| Province & Villages - Cadiz - Jerez
For centuries Jerez de la Frontera has been the finest example of the great town of agricultural economy and bearing. Its popularity arose from the most famous wine in the world, sherry, and the fertility of its lands.
Today, Jerez is much more and although the wines, the Cartujano Horse, a breed peculiar to Jerez, and the fighting bulls still contribute much to its economy, as well as Jerez airport (used by more than 1 million passangers every year), the motor-racing circuit and the numerous conferences which take place here every year combine to offer us a modern town which has successfully preserved its age-old charms.
Its artistic charms, for example, have been well preserved and the town's wide, well-kept streets are full of monuments. The most notable feature of the town centre is the well-proportioned Baroque Cathedral, with a beautiful tower, five naves and fine pictorial illustrations. Nearby is the Alcazaba Fortress, the object of a long restoration process which has concentrated on the valuable Muslim remains, including those of the mosque churches - Santigo, San Dionisio, San Juan de los Caballeros, San Marcos, San Mateo, Santo Domingo, San Miguel - are a part of Jerez's charm. San Dionisio, for example is Mudéjar with a harmonious and elegant interior; Santiago and San Miguel are large Gothic parish churches with beautiful facades and Santo Domingo with its Gothic cloisters.
The palaces are another great attraction: the Cabildo, houses the Archaeological Museum which stands witness to the history of the district. Almost all the palaces such as the Domeq, Ponce de León, Dávila or Riquelme almost all have exquisite patios and Baroque facades.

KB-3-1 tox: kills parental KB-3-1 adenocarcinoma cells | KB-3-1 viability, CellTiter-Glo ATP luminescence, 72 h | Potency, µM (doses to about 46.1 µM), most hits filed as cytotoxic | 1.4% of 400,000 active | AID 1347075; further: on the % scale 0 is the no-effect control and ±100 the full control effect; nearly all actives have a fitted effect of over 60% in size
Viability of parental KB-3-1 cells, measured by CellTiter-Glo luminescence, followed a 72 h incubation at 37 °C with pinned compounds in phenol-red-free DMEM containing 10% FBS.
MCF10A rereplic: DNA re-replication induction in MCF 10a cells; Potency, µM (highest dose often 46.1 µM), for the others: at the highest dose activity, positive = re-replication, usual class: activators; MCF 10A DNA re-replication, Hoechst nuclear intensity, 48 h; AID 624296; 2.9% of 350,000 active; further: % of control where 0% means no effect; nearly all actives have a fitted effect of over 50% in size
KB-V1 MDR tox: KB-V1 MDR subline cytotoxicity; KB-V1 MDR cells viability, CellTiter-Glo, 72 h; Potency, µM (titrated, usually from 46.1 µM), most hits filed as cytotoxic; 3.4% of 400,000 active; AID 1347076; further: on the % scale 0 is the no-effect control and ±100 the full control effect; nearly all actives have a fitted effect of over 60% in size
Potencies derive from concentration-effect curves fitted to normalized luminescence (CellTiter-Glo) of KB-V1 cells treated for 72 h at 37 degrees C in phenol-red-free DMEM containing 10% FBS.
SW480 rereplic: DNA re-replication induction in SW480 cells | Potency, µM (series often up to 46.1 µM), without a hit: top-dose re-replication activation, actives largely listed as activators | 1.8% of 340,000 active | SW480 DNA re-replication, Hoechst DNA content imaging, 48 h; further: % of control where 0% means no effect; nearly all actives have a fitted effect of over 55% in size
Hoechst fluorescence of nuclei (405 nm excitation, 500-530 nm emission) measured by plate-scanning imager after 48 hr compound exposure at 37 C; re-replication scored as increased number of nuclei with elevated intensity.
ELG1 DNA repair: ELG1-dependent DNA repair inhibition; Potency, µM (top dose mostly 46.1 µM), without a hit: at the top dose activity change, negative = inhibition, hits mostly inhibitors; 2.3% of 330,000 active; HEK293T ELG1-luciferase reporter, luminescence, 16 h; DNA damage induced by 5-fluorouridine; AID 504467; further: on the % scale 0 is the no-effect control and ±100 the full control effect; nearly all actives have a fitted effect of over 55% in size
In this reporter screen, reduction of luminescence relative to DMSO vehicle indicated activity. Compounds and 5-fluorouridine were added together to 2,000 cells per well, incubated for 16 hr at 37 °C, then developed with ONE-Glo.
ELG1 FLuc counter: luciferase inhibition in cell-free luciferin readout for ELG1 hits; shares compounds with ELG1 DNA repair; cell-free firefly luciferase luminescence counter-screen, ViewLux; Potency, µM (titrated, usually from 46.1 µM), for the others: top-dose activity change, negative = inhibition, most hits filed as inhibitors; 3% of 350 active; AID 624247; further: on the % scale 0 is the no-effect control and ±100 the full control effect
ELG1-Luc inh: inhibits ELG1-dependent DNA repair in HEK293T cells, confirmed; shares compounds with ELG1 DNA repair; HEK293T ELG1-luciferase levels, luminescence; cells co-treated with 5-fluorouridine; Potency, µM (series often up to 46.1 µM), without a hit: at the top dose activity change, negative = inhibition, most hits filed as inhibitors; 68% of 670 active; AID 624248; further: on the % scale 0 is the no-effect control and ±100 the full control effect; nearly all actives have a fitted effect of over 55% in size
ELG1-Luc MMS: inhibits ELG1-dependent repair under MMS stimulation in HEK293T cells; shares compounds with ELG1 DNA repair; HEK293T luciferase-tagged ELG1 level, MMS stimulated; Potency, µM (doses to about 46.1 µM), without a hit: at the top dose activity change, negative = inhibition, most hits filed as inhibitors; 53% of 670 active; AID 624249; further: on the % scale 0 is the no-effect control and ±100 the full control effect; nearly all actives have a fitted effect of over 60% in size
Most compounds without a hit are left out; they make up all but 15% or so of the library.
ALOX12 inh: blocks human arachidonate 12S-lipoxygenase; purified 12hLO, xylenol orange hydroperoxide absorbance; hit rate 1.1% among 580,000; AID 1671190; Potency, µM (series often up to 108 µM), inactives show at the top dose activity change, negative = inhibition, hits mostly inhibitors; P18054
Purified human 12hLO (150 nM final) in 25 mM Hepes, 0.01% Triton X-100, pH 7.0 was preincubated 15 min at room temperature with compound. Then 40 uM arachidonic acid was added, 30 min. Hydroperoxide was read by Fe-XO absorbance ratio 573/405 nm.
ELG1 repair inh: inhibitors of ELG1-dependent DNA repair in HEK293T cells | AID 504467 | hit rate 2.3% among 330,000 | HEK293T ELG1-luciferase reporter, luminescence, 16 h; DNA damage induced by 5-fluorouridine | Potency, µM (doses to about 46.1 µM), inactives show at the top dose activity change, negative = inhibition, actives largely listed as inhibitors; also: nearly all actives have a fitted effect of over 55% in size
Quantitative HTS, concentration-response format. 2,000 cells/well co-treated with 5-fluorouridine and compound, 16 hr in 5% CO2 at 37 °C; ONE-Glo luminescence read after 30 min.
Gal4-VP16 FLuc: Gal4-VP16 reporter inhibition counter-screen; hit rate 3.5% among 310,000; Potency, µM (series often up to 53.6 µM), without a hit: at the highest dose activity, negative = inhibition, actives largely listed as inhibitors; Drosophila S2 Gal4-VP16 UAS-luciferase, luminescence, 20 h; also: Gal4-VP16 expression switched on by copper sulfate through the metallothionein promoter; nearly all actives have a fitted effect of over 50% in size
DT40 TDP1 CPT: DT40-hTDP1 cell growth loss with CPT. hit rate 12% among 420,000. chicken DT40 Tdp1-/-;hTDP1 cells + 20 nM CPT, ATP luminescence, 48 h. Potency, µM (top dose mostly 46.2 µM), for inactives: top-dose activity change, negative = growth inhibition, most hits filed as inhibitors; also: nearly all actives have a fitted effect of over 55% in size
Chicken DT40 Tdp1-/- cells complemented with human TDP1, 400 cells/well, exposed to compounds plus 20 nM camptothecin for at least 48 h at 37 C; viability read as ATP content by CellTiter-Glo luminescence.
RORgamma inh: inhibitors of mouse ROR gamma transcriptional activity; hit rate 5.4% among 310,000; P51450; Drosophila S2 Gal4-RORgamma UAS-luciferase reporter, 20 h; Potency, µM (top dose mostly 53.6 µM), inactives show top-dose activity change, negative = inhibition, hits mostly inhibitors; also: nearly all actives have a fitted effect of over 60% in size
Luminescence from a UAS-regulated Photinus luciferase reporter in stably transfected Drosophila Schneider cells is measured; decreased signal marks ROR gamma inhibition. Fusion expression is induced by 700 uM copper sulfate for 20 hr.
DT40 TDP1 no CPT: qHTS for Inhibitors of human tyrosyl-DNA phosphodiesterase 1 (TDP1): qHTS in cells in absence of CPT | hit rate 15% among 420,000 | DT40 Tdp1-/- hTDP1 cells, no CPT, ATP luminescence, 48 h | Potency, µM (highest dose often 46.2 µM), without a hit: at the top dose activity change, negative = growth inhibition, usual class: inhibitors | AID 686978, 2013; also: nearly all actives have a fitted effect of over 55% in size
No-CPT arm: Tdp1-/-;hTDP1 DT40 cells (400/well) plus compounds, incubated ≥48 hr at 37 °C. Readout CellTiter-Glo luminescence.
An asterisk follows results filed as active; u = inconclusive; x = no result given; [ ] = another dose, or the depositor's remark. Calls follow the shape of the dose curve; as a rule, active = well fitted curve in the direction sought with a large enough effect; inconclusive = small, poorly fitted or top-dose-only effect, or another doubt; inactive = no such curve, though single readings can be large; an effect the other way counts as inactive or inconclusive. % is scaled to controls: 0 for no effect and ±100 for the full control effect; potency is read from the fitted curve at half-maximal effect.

Maybe the most attractive monument of Jerez is La Cartuja, situated on the outskirts of the town. It was abandoned in the 19th century, and has undergone a restoration process in recent times. The Renaissance styles are predominant in its two beautiful facades, the main facade and the one affording access to the Monastery, but the church is Baroque, with a Gothic design and cloisters.
The town invites the visitor to stroll through its streets and squares with tall palm trees alternating with flat, winding streets overlooked by towers or bell gables and the palaces. A visit to the wine cellars is a must, giving the visitor an insight into what wine has meant and means in this town of almost 200,000 inhabitants.
A horse show at the Royal Andalusian School of Equestrian Art should not be missed and the ideal time to visit the School is in spring when first the Easter celebrations and then the Horse Fair, enhance its attractions.
The town also possesses a good Zoo and original museums, such as the Clock Museum and the Harnissing Museum. The spectrum of hotels and restaurants has been improved in this town which has its own very particular gastronomy from "kidneys in sherry sauce" to "oxtail stew". As you can see, there are many places to visit in Jerez.
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